CHF = congestive heart failure; CRUSADE = Can Rapid risk stratification of Unstable angina patients Suppress ADverse outcomes with Early implementation of the American College of Cardiology/American Heart Association guidelines; GUARANTEE = Global Unstable Angina Registry and Treatment Evaluation; MI = myocardial infarction.
Table 2. Demographic Characteristics of Patients in International OASIS-2 Registry
Characteristics [14] Australia Brazil Canada Hungary Poland United States
General Number of patients 1899 1478 1626 931 1135 918
Mean age (y) 65 62 66 65 63 66
Women (%) 37 42 37 45 40 37
Clinical NQMI presentation (%) 7 7 14 22 17 16
Abnormal ECG (%) 74 91 82 95 97 87
Select treatments Beta blocker (%) 67 53 73 67 59 57
Calcium blocker (%) 59 51 53 52 43 59
Invasive procedures (index hospitalization) Cardiac catheterization (%) 24 69 43 20 7 58
PCI (%) 7 19 16 5 0.4 24
CABG (%) 4 20 10 7 0.4 17
CABG = coronary artery bypass grafting; ECG = electrocardiographic; NQMI = non-Q wave myocardial infarction; OASIS = Organization to Assess Strategies for Ischemic Syndromes; PCI = percutaneous coronary intervention.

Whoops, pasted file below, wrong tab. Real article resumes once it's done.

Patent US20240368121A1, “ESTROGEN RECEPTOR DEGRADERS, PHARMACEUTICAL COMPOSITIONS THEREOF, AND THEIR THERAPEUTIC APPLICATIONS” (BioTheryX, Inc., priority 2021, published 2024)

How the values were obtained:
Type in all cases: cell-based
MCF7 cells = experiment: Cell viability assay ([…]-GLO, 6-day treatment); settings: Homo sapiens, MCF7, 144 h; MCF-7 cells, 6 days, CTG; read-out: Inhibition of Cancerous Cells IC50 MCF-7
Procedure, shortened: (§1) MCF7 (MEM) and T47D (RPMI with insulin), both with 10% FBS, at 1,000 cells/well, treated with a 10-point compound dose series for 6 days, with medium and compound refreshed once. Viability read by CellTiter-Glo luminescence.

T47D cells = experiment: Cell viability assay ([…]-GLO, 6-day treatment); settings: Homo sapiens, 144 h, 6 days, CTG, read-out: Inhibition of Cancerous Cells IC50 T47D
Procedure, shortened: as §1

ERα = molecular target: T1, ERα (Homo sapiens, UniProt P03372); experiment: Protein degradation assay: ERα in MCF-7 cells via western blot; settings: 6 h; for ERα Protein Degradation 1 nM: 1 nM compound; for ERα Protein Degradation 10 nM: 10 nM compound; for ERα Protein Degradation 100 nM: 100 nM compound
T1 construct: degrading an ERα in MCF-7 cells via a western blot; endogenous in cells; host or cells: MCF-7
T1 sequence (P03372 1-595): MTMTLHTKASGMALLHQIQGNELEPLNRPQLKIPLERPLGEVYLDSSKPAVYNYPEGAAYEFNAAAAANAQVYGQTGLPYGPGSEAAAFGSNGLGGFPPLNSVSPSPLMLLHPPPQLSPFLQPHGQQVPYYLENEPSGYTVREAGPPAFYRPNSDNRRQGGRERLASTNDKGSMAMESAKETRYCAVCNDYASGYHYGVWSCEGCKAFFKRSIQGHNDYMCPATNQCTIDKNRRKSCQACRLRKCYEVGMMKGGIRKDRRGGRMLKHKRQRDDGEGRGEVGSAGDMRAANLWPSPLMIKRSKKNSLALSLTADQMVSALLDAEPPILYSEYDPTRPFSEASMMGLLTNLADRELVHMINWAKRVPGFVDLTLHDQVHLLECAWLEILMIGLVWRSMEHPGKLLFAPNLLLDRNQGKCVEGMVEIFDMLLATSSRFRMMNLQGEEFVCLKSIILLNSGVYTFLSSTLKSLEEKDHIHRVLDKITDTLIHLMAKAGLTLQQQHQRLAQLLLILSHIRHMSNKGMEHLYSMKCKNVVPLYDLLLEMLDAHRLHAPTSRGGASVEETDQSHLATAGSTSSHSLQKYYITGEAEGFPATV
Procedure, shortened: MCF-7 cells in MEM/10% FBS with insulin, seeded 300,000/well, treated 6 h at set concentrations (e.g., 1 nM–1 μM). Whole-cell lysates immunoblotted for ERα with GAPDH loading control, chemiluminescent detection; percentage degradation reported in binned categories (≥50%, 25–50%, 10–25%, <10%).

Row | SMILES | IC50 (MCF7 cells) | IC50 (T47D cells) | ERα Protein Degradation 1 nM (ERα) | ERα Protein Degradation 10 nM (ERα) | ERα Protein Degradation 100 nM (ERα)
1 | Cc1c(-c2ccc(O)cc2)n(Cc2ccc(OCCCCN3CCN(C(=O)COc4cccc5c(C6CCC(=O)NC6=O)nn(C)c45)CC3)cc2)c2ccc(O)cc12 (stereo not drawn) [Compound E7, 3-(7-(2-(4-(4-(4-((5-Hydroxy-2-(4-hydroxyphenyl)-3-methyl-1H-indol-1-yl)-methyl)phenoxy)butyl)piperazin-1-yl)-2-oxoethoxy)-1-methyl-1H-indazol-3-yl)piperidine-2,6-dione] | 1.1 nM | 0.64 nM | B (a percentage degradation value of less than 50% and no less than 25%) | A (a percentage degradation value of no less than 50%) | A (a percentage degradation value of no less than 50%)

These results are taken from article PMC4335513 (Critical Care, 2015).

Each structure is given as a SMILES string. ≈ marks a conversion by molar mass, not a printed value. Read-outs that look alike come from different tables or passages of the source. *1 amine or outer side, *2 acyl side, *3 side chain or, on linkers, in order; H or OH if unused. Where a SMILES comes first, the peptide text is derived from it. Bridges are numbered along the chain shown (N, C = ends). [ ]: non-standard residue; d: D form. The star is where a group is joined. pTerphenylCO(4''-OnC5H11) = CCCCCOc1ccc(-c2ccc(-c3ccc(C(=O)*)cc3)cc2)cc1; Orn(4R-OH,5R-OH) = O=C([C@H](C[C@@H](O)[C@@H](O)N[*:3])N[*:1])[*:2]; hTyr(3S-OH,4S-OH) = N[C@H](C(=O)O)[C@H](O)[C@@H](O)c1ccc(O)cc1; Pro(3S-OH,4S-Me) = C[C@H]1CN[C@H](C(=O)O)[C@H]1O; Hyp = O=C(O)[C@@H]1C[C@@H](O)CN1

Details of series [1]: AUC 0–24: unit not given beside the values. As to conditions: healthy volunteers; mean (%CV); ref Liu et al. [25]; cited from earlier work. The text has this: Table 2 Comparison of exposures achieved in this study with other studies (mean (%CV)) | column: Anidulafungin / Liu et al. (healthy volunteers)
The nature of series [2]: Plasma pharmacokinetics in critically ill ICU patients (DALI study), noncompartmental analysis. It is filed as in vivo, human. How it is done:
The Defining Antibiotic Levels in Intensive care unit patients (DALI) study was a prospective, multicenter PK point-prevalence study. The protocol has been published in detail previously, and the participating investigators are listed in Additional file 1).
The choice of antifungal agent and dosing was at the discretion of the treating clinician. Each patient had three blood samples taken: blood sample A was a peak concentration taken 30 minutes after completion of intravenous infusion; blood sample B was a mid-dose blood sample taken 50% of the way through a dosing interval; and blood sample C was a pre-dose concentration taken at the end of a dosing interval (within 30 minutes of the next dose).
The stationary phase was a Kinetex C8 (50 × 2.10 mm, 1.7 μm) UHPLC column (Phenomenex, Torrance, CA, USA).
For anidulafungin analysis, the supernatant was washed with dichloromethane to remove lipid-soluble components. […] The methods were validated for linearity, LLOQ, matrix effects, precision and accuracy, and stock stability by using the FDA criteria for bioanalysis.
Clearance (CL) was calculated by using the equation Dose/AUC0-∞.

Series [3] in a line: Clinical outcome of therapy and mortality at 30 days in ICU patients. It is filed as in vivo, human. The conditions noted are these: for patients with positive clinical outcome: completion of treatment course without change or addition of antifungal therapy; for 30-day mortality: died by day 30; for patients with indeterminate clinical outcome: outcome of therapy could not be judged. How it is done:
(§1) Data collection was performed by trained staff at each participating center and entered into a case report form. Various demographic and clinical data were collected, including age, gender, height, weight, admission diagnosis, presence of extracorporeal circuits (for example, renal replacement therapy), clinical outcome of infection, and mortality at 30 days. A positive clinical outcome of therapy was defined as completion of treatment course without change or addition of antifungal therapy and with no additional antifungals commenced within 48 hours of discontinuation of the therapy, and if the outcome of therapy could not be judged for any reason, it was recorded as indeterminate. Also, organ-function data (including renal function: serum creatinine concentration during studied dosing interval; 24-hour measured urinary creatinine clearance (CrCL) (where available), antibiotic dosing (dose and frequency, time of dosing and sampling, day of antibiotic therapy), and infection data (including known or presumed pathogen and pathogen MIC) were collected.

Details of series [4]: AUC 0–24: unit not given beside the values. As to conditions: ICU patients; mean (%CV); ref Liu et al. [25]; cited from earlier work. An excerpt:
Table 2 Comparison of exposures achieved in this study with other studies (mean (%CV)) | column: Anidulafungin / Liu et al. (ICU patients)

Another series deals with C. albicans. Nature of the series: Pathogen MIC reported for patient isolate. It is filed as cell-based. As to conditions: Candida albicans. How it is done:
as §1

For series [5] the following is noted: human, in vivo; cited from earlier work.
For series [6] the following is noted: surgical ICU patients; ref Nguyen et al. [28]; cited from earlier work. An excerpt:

Table 3. Thirty-Day Clinical Outcome in Patients With Acute Coronary Syndromes in Clinical Trials
Study Year Number of Patients Death (%) Myocardial Infarction (%) Major Bleed (%)
TIMI-3 1994 1,473 2.5 9.0 0.3
GUSTO-IIb 1997 8,011 3.8 6.0 1.0
ESSENCE 1998 3,171 3.3 4.5 1.1
PARAGON-A 1998 2,282 3.2 10.3 4.0
PRISM 1998 3,232 3.0 4.2 0.4
PRISM-PLUS 1998 1,915 4.4 8.1 1.1
PURSUIT 1998 10,948 3.6 12.9 2.1
TIMI-11B 1999 3,910 3.9 6.0 1.3
PARAGON-B 2000 5,225 3.1 9.3 1.1
Pooled 40,167 3.5 8.5 1.5